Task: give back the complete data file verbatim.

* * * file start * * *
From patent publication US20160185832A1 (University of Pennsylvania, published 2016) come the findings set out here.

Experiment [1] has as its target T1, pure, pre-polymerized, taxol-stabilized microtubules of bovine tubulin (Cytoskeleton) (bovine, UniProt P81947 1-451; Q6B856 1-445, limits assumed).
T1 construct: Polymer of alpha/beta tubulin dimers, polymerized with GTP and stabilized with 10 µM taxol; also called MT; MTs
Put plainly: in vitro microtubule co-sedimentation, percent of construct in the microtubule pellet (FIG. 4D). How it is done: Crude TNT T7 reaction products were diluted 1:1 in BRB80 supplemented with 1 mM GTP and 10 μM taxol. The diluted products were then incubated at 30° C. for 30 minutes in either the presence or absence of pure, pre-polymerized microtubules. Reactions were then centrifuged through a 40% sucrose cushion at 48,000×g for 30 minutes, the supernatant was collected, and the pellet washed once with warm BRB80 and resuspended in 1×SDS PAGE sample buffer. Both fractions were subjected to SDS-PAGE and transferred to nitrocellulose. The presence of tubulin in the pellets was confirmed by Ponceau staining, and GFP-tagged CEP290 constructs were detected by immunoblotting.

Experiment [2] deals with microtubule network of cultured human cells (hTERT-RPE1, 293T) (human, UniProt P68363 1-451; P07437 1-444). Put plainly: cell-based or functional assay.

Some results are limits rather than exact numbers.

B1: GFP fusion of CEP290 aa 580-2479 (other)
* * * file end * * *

From patent publication US20160185832A1 (University of Pennsylvania, published 2016) come the findings set out here.

Experiment [1] has as its target T1, pure, pre-polymerized, taxol-stabilized microtubules of bovine tubulin (Cytoskeleton) (bovine, UniProt P81947 1-451; Q6B856 1-445, limits assumed).
T1 construct: Polymer of alpha/beta tubulin dimers, polymerized with GTP and stabilized with 10 µM taxol; also called MT; MTs
Put plainly: in vitro microtubule co-sedimentation, percent of construct in the microtubule pellet (FIG. 4D). How it is done: Crude TNT T7 reaction products were diluted 1:1 in BRB80 supplemented with 1 mM GTP and 10 μM taxol. The diluted products were then incubated at 30° C. for 30 minutes in either the presence or absence of pure, pre-polymerized microtubules. Reactions were then centrifuged through a 40% sucrose cushion at 48,000×g for 30 minutes, the supernatant was collected, and the pellet washed once with warm BRB80 and resuspended in 1×SDS PAGE sample buffer. Both fractions were subjected to SDS-PAGE and transferred to nitrocellulose. The presence of tubulin in the pellets was confirmed by Ponceau staining, and GFP-tagged CEP290 constructs were detected by immunoblotting.

Experiment [2] deals with microtubule network of cultured human cells (hTERT-RPE1, 293T) (human, UniProt P68363 1-451; P07437 1-444). Put plainly: cell-based or functional assay.

Some results are limits rather than exact numbers.

B1: GFP fusion of CEP290 aa 580-2479 (other)